Elizabeth Palmer is missing one D.C. schools paycheck and was shortchanged on several others. She had to borrow from her parents to pay her car insurance and student loans.
Gloria Reaves is afraid to call her bank to see how many automatic payments bounced when her last paycheck did not arrive. Laureen Smith-Butler got her Nov. 1 check a week late, with the help of her union. By that time, she had to pay overdue fees on several bills.
They were among about 300 District teachers and others who demonstrated outside D.C. financial control board headquarters yesterday to protest a new city payroll system that has left thousands of school employees with missing or inaccurate paychecks over the last six weeks.
"This is demoralizing. You work, and you expect to get paid," said Reaves, a librarian at Amidon Elementary School. "After a while, you owe more for your bounced checks than you have in your account."
The payroll crisis prompted a three-hour meeting Monday of city officials, including control board Vice Chairman Constance B. Newman, Superintendent Arlene Ackerman, D.C. Chief Financial Officer Valerie Holt and Washington Teachers' Union president Barbara Bullock.
Holt agreed to create an emergency operation to pay school employees who report a problem by the close of business the next day. She also has hired a new project manager to take over implementation of the payroll system and six contract employees to examine paychecks for accuracy before they are issued.
The emergency effort will be in place by Dec. 1, the next payday for the system's 6,000 teachers. An additional 4,300 employees will be paid the following Friday.
"There's a total commitment to fix this," said Newman, who plans to visit payroll offices next week to see that problems are being corrected.
But Reaves was skeptical, noting that payroll officials have promised and failed three times to issue her missing Nov. 16 paycheck within 48 hours. "I don't know what they can do in 24 hours that they can't do in 48," she said.
The new system has left thousands without paychecks and miscalculated the salaries, taxes, sick leave or deductions of many others. Some teachers were paid correctly in October but missed a check in November. A few have received "outrageously large" paychecks--$65,489.20, instead of $818.64, in one case--according to information submitted to the D.C. Council education committee yesterday.
All first- and second-year teachers are being paid too little, Bullock said. Many teachers have not been paid extra stipends they earn for coaching or tutoring--a problem city finance officials identified weeks ago but have not fixed. Bullock estimated that a handful of teachers may have already quit in frustration, but she was unable to identify any by name.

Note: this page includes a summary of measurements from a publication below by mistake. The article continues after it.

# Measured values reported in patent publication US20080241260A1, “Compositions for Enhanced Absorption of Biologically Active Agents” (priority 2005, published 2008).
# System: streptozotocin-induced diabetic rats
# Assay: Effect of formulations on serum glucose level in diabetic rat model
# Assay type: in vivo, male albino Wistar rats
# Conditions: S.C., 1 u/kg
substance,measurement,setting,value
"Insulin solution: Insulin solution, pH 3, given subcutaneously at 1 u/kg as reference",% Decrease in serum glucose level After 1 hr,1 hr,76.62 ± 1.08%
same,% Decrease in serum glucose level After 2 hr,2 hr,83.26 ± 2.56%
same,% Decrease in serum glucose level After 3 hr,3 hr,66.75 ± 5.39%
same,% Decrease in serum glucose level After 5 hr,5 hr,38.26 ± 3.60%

The school system has struggled for years with payroll problems because of poorly kept records and an antiquated computer system, issuing several hundred handwritten "supplemental" checks each month to employees who were paid too little or not at all.
But the problem has grown worse since school employees joined a new citywide payroll system Oct. 1.
Newman and city finance officials say the difficulties stem from the incredible complexities of the school system's payroll--with its many part-time or partial-year employees, summer school stipends, coaching and tutoring and other special situations.
School officials warned last year that those issues warranted a different payroll approach for them, but they were overruled by control board officials eager to put all city workers on the same system.
The payroll problem is just one of several ongoing technological troubles that undermine Ackerman's claims of reforming the schools. She rightly points out that she has no direct control over payroll issues, which were transferred to the city finance office before her arrival because of chronic mismanagement.
"Give me the authority to run the school system, and then you can hold me accountable," Ackerman said.
But she does bear responsibility for another problem, last week's mistakes in distributing first-term report cards. A variety of computer and human errors led to them arriving late at several schools or with the wrong grades or courses listed. A week later, officials still cannot say how widespread the problem was.
At Janney Elementary School, report cards arrived at the school with one side blank. At Coolidge High School, a student showed his tutor an error-riddled report card, with no information about absences or tardies and no listing of credits taken and passed to date, the tutor said. The card did not show two of the young man's classes and wrongly said he was failing another.
"It was really sad and frustrating to see all those mistakes," said the tutor, Stephanie Snow. "It signaled to me a real lack of respect."